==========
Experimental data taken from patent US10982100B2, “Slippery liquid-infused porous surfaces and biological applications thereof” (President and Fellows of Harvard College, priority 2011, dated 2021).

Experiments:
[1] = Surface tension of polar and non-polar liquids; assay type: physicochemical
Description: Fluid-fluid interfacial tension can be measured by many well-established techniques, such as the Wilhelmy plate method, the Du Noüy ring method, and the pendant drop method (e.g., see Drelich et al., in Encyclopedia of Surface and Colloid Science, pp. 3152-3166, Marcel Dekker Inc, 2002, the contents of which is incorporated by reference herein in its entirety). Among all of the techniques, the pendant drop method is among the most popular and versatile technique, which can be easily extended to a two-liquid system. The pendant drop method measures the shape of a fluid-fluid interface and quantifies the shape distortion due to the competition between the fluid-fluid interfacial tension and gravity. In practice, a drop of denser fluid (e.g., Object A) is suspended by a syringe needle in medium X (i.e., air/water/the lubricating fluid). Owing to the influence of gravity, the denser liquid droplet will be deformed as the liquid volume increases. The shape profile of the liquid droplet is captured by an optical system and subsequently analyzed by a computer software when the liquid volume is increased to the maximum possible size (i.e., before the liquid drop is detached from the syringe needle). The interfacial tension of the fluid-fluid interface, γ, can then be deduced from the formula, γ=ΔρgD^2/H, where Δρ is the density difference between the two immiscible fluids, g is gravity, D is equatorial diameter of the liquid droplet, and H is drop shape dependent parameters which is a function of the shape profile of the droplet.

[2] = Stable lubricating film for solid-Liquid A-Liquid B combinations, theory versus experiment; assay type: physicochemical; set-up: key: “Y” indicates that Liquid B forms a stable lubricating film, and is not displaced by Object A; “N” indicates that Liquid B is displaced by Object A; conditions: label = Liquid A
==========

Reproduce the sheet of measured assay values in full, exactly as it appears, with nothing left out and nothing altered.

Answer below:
Experimental data taken from patent US10982100B2, “Slippery liquid-infused porous surfaces and biological applications thereof” (President and Fellows of Harvard College, priority 2011, dated 2021).

Experiments:
[1] = Surface tension of polar and non-polar liquids; assay type: physicochemical
Description: Fluid-fluid interfacial tension can be measured by many well-established techniques, such as the Wilhelmy plate method, the Du Noüy ring method, and the pendant drop method (e.g., see Drelich et al., in Encyclopedia of Surface and Colloid Science, pp. 3152-3166, Marcel Dekker Inc, 2002, the contents of which is incorporated by reference herein in its entirety). Among all of the techniques, the pendant drop method is among the most popular and versatile technique, which can be easily extended to a two-liquid system. The pendant drop method measures the shape of a fluid-fluid interface and quantifies the shape distortion due to the competition between the fluid-fluid interfacial tension and gravity. In practice, a drop of denser fluid (e.g., Object A) is suspended by a syringe needle in medium X (i.e., air/water/the lubricating fluid). Owing to the influence of gravity, the denser liquid droplet will be deformed as the liquid volume increases. The shape profile of the liquid droplet is captured by an optical system and subsequently analyzed by a computer software when the liquid volume is increased to the maximum possible size (i.e., before the liquid drop is detached from the syringe needle). The interfacial tension of the fluid-fluid interface, γ, can then be deduced from the formula, γ=ΔρgD^2/H, where Δρ is the density difference between the two immiscible fluids, g is gravity, D is equatorial diameter of the liquid droplet, and H is drop shape dependent parameters which is a function of the shape profile of the droplet.

[2] = Stable lubricating film for solid-Liquid A-Liquid B combinations, theory versus experiment; assay type: physicochemical; set-up: key: “Y” indicates that Liquid B forms a stable lubricating film, and is not displaced by Object A; “N” indicates that Liquid B is displaced by Object A; conditions: label = Liquid A